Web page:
Influence of water on the deprotonation and the ionic mechanisms of a Heck alkynylation and its resultant E-factors
The influence of water on deprotonation and ionic mechanisms of a Heck alkynylation and its resultant E-factors were investigated. Estimation of the Hatta modulus, MH < 0.02, in cationic deprotonation, anionic deprotonation, and the ionic mechanism each separately confirmed an infinitely slow rate of reaction with respect to the diffusive flux within the thin film of the immiscible aqueous–organic interface. As a consequence, intrinsic kinetic expressions for far-equilibrium conditions were derived from first principles for each mechanism. Analyses of Gibbs free energies revealed that water potentially switched the rate-determining steps of cationic and anionic deprotonation to any of oxidative addition of organohalide to form Pd-complex (ΔG++ = 97.6 kJ mol−1), coordination of the alkyne with the oxidative addition adduct (ΔG++ = 97.6 kJ mol−1), or ligand substitution to form the cationic Pd-complex (ΔG++ = 94.9 kJ mol−1). Hydrogen-bonding in the transfer mechanism might account for the switch. Water, in general, was found to influence which step governs each catalytic cycle and the magnitude of its Gibbs free energy. Transformation of the synthesis from batch to continuous-flow was also studied by analyses of E-factors within the thin film. The amount of waste generated, as indicted by estimations of E-factors, was less in continuous-flow operation than in batch when the fastest step of deprotonation (ligand substitution) was infinitely fast with respect to the diffusive flux. The concentration of hydrophilic phosphine ligand was observed to influence mass transport limitations and the E-factor. Increasing ligand concentrations beyond (10.5), (13.3), and (23.2) × 10−3 mol L−1 for reaction temperatures of 353, 343, and 323 K increased the E-factor above its minimum value of 4.7, and it also induced mass-transfer-limitations. The switch from intrinsic to mass-transport-limited kinetics by finite changes in the ligand concentration explains ambiguity when performing aqueous-phase catalyzed Heck alkynylations and possibly multiphase Pd-catalyzed C–C cross-couplings in general. The potential exists to inadvertently mask the reactivity of useful ligands during discovery and to force mass transport limitations during manufacture. Understanding why the E-factor can be minimized is vital to the sustainable discovery and manufacture of fine chemicals, materials, natural products, and pharmaceuticals.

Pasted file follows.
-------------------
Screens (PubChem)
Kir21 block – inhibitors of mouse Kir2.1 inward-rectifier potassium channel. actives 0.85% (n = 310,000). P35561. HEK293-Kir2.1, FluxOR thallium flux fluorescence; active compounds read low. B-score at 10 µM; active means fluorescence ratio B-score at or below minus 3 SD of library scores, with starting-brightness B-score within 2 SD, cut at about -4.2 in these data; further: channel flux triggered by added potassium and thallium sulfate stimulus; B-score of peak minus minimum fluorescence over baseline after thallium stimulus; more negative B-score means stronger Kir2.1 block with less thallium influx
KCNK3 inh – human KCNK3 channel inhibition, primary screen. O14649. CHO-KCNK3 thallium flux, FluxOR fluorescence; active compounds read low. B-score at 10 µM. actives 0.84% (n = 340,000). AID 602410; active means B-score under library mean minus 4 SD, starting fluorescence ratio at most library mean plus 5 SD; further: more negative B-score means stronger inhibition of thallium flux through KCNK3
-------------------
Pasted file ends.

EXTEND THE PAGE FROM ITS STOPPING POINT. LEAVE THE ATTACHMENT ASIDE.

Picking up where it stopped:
- This article is part of the themed collection: Catalysis